Two trains collide in Sangi, Pakistan, on January 4, 1990, killing between 200 and 300 people and injuring an estimated 700 others. This was the worst rail accident to date in Pakistan.
The train Zakaria Bahauddin (named after a holy man according to Pakistani tradition) had a capacity of 1,400 passengers and often traveled the 500 miles between Multan and Karachi. On January 4, the Zakaria, with 16 cars, was making this journey overnight. The train, with 2,000 passengers, was overloaded, a quite common occurrence in Pakistan at the time.
As the train approached the village of Sangi in Sindh province, it suddenly was sent onto a side track. Unbeknownst to the Zakaria, a 67-car freight train was parked overnight on this new track, and the Zakaria plowed straight into the back of it at 35 miles per hour. The locomotive was knocked right off the rails and took the first three passenger cars with it. Virtually everyone on these first three cars was seriously injured or killed.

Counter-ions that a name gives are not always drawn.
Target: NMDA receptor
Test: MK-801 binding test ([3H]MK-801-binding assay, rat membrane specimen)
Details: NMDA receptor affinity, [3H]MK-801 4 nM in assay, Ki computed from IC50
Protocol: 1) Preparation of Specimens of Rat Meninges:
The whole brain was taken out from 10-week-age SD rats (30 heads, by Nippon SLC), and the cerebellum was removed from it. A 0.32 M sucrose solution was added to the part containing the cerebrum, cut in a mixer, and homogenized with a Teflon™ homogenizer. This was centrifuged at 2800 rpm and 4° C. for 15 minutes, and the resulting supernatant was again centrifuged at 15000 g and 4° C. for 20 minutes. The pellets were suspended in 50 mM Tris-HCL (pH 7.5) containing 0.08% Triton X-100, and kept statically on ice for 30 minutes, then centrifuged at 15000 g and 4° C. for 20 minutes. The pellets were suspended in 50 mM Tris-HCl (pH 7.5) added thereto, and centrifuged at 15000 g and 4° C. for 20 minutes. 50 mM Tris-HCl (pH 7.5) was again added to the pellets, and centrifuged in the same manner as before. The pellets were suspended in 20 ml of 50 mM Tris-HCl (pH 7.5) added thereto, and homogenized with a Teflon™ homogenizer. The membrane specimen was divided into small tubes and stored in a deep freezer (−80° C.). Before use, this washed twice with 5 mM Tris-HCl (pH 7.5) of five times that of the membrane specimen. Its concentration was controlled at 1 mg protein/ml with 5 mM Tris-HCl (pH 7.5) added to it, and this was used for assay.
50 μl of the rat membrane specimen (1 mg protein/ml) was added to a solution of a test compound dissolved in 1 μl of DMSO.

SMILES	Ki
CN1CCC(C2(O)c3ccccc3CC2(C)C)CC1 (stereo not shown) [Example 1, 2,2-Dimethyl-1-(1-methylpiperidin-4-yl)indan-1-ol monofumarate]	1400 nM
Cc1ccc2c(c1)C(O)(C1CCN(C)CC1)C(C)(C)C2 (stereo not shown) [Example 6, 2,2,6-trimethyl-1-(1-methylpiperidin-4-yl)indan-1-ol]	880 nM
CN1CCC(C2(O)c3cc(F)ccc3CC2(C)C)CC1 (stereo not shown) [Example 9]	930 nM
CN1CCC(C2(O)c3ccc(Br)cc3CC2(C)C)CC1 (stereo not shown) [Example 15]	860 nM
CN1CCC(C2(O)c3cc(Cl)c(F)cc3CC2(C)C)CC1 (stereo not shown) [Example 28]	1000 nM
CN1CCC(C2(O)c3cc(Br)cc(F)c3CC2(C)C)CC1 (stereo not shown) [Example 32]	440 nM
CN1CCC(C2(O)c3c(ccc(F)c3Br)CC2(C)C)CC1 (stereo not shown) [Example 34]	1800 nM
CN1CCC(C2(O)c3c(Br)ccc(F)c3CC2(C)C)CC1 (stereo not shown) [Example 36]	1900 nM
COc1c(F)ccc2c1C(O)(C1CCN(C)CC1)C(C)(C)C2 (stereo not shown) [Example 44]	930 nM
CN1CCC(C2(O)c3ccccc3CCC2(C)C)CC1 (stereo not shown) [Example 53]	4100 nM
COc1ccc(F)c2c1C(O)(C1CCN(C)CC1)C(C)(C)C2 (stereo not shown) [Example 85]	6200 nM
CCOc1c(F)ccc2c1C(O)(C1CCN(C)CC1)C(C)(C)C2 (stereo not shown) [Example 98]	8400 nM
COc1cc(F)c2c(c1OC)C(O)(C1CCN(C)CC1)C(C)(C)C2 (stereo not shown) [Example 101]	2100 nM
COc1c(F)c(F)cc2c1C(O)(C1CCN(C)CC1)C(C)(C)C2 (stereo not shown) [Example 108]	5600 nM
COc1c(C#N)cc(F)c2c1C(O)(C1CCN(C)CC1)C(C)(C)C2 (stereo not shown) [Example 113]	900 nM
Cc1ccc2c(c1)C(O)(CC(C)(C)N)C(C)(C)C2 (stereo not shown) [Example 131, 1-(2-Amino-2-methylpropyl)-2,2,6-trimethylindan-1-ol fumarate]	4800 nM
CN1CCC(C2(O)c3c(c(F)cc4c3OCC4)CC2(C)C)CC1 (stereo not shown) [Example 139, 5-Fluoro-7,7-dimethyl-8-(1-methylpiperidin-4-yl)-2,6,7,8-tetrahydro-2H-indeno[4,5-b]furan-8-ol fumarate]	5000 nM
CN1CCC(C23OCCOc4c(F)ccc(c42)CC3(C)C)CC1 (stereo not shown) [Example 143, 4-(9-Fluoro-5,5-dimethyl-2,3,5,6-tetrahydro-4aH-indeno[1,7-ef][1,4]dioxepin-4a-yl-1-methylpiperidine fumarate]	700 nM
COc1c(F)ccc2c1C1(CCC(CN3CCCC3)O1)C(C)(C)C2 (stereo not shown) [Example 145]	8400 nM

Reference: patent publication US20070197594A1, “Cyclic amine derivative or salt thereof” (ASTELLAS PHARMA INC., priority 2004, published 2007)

An estimated 200 to 300 people were killed and approximately 700 others were treated at area hospitals. Some victims had to be airlifted to Karachi for immediate treatment. The train’s engineer survived the crash and revealed later that the train had been sent onto the side track by an inattentive signalman, who was subsequently jailed for manslaughter.
Pakistan’s rail system serves more than 65 million passengers annually. Unfortunately, the crash in Sangi was not unique. Less than 18 months later, a similar crash in Ghotki killed more than 100 people.